The American Academy of Pediatrics (AAP) has issued new recommendations to improve the safety of youth football players around the country. These guidelines come days after high-school football player Andre Smith from Chicago collapsed on the field and died the next day in the hospital. The medical examiner said the 17-year-old’s death was caused by "blunt force head injuries due to football.” 

Smith’s death was the seventh football-related youth death this year. Tackling or being tackled accounted for half of all football injuries among high-school players, according to the AAP. The organization issued several safety guidelines:

  • Officials and coaches must enforce the rules of proper tackling, including zero tolerance for illegal, head-first hits;
  • Players must decide whether the benefits of playing outweigh the risks of possible injury;
  • Non-tackling leagues should be expanded so athletes can choose to participate without the injury risks associated with tackling;
  • Skilled athletic trainers should be available on the sidelines, as evidence shows they can reduce the number of injuries for players.

Head and neck injuries are not the most common injuries, but they tend to be most severe and are often the results of poor or illegal tackling techniques. "There [are] too many head-to-head hits and leading with the head, known as spearing—that's been against the rules since 1976 and for some reason referees and coaches have gotten away from enforcing that rule," said pediatrician and co-author of the guidelines Greg Landry, MD, FAAP. And there is indication that forbidding spearing is effective: The fatality rate has reduced significantly from the ‘60s and ‘70s. In 1968, there were 38 deaths associated with poor tackling techniques alone.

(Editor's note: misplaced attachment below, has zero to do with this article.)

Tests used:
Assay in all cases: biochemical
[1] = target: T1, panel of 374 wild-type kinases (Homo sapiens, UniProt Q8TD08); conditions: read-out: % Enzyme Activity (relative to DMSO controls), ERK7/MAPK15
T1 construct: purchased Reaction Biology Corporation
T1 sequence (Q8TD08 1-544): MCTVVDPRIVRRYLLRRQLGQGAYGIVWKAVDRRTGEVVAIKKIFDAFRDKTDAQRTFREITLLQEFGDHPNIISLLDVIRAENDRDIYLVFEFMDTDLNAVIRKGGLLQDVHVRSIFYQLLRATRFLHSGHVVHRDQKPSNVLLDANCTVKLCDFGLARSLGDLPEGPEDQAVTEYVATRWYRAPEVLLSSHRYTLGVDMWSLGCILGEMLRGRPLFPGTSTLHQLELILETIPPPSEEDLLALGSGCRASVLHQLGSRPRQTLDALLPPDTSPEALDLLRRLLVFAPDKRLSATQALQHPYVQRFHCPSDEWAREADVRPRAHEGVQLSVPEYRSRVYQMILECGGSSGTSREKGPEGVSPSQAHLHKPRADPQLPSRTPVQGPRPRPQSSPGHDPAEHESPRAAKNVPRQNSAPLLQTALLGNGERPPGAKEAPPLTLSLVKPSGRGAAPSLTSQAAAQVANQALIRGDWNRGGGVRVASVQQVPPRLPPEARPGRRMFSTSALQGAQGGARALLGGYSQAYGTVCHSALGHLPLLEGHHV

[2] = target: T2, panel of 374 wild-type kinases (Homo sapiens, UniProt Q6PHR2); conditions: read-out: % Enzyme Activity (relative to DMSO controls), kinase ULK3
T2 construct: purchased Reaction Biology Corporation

Organizations such as the National Federation of State High School Associations have moved forward with creating their own guidelines for enforcing safe tackling techniques and reducing the amount of contact for players at practice.

Although these guidelines would pave the way for more overall safety, the APP does acknowledge the nature of the game would shift as well. "Removing tackling would dramatically reduce the risk of serious injuries to players, but it would fundamentally change the sport of football," said co-author William Meehan, III, MD, FAAP, a member of the AAP Council on Sports Medicine and Fitness.

Football will always be a violent game to a certain extent, and injuries come with the sport. However, by spreading awareness of safe tackling, we can only help make the game better for all. 


  1. American Academy of Pediatrics: Youth Football Injuries
  2. CBS News: New guidelines for youth football follow injuries, deaths
  3. National Federation of State High School Associations: Recommendations and Guidelines for Minimizing Head Impact Exposure and Concussion Risk in Football
  4. National Federation of State High School Associations: States Adopt Plans to Limit Contact in Football
  5. The University of North Carolina at Chapel Hill: Annual Survey of Football Injury Research